Saturday, August 9, 1997

Chillin at the Peak

What a Saturday. I had been planning to go to Chews Ridge with Hales and Shade, but my son had demonstrated his persistence admirably in pestering me to take he and his sister boogy-boarding at one of the beaches south of Santa Cruz. I had bought a wet-suit and board the day before, again, at my son's insistence, so there was no getting out of it on Saturday. I'll make this part of the report short. I had fun, my kids had fun, the water is bearable when clothed in a rubber suit. The rip-tides were quite strong, and I think I was drained from the exertion.

After arriving home, I packed up both kids and my equipment in the Suburban and headed over to Dean's. In went all his equipment. There was no spare room in the truck when we pulled out at 6:30pm.

Arriving at the Peak, we found Alan Nemls, Richard Navarrete, Ken Head and Rich Neuschaefer. There were also a couple other unknown observers. All were over by the ranger's house, nobody was at Coulter or the SW lot.

The weather was perfect. When we left San Jose, the wind was strong and dense clouds hung ominously over the coastal range. But, here, at Fremont Peak, we were in an oasis of calm and clear.

The moon hung high above the transmission towers as darkness rose in the east. Soon, our eyepieces were all brightly illuminated and lunar detail was quite good, although there was some atmospheric distortion due to not very steady seeing. Still, Luna was putting on a good show.

There was a public program at the observatory, and a good number of astro-tourists. Rich was handing out TAC information sheets, and Ken was gathering signatures on the "change-the-name" petition, as the visitors viewed through their scopes.

Meanwhile, I was enjoying bright views of M22, M13, B86 (well, a "bright view" is a true misnomer on that object), M57, M27, Alberio, the Veil Nebula, M28, and assorted other big-n-brights.

Over the towns surrounding the Peak, heavy fog and clouds settled in. It was one of the darkest nights in recent memory. Faces lost all detail, and only by someone's voice could you recognize them. However, all was not well at the Peak.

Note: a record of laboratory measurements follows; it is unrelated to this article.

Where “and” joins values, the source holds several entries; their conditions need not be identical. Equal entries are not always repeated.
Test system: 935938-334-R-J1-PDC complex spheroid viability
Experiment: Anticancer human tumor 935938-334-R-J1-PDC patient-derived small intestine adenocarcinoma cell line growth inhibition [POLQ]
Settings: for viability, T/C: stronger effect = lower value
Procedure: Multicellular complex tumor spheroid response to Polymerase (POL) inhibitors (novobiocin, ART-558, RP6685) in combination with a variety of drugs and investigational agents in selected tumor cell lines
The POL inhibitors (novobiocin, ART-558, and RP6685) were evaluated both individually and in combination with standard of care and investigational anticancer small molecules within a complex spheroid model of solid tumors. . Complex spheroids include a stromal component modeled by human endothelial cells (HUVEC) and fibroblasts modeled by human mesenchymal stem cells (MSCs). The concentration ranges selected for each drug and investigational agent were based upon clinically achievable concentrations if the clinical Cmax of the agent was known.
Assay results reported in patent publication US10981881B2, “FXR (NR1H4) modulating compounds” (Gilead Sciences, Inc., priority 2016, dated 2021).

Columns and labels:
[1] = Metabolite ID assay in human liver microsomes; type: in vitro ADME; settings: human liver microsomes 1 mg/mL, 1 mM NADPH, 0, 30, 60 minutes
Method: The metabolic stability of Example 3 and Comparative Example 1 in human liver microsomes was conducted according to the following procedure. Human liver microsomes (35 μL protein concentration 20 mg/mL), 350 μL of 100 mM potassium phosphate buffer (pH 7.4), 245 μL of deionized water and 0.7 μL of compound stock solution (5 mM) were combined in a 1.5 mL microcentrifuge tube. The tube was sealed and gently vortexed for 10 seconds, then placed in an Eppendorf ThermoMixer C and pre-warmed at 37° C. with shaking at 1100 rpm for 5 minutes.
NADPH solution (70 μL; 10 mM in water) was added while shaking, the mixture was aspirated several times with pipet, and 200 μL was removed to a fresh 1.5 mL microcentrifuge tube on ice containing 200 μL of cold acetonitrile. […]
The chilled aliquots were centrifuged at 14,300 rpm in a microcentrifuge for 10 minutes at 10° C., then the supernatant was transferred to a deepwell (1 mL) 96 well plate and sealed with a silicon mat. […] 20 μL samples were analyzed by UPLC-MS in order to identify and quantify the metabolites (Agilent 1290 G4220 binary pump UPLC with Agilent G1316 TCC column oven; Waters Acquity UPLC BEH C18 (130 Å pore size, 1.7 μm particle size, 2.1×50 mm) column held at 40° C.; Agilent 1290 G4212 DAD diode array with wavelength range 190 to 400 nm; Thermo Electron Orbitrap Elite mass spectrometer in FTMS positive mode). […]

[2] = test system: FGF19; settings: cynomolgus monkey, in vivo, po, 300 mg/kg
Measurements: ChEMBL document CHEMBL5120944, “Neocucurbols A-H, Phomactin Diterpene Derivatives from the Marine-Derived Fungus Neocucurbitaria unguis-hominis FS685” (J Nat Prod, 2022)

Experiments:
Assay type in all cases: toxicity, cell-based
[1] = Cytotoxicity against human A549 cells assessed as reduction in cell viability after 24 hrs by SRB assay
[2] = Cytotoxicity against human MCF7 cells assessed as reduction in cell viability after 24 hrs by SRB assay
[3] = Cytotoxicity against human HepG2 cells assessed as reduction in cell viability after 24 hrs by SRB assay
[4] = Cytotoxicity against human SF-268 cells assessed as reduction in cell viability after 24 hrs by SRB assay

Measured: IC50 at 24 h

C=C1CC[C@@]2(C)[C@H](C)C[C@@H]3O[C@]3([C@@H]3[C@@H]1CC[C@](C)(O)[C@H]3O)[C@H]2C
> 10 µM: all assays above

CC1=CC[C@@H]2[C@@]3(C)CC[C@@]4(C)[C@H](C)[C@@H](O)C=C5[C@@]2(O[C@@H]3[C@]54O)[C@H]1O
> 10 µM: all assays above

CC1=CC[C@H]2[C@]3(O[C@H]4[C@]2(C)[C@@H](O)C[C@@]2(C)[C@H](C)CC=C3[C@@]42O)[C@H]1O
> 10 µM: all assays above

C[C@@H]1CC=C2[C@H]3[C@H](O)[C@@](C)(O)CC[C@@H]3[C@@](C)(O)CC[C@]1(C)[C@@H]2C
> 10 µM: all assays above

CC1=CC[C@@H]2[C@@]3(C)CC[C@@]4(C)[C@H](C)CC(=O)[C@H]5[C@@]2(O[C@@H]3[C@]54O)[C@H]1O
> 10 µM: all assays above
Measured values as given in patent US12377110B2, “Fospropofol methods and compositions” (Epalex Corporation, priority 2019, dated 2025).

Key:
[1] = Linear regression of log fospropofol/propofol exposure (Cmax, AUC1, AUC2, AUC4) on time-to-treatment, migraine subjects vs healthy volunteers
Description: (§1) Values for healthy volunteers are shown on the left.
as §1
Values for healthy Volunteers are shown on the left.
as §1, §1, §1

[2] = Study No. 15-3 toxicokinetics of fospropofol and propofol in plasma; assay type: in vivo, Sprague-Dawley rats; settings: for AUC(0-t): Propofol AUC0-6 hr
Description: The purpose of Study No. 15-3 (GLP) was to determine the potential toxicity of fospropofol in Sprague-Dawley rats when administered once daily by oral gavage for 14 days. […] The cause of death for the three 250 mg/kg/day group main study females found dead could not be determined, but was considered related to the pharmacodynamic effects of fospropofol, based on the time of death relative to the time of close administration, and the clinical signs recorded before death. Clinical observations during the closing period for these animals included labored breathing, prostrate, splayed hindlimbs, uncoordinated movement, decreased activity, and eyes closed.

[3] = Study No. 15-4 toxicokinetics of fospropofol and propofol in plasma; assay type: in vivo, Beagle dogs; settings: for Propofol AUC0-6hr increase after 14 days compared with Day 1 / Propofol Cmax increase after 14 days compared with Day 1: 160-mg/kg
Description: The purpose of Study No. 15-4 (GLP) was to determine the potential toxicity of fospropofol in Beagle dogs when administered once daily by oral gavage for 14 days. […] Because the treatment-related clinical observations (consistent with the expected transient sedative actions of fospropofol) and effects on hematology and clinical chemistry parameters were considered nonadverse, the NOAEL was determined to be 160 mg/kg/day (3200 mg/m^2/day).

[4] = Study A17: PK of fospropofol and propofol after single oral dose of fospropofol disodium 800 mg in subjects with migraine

Dew soon fogged my eyepieces and Telrad. And, a slight breeze began.

I continued to observe, fighting the dew. How could I forgo such a dark night. The moon was going to drop soon, and my "real" observing could start.

Mother nature is certainly in control at the Peak. For a mid-August weekend, it was rather chilly. I had on my thermals, jeans, sweat pant, t-shirt, sweater and heavy jacket. I even had to put on my winter hat when my ears became chilled. The cold was becoming more noticeable, as the breeze was becoming more pronounced.

Moon set brought out the wind. The breeze had changed into a strong wind blowing from the south. It was cold, and dobs were useless. We spent some time observing through a 5" AstroPhysics and 5" Takahashi refractor. We saw two limb-events on Jupiter, probably the same moon crossing onto the face of the planet, and later emerging. It is amazing to watch. There was also an easily seen shadow transit, GRS and several white ovals to be seen.

But the wind kept up. The dew was gone, but the wind was really a worse problem.

One of the unknown observers, looking at the dark clouds now starting to hide the Great Square of Pegasus, worried aloud about rain. He was set up to sleep on a chaise lounge. Dean and I had cots and sleeping bags. My kids had the truck. I thought, there was no way it would rain.

We had anticipate possible observing problems for the evening, so a few members of our group brought up bottles of wine. We sat at the bench behind the restrooms, which provided a wind block. We kept listening to the wind howl, we'd sip some wine, and talk about telescopes, mounts, eyepieces, observing trips, storms of the past, and other subjects.

The hour grew late, and no more observing would take place. Members of our group who were not camping over left for home. The wind was still strong, and the clouds thick overhead. There were no city lights.

I crawled into my sleeping bag, tired from fighting the ocean in the morning, the wind and cold at night, thinking about rain.

Just then, the zipper on my bag opened all the way up to the bottom. My bag was shot. I put on my winter boots and more warm clothes, and tried to sleep while listening for rain.

Such trips to the Peak make the exceptional nights all the more special.

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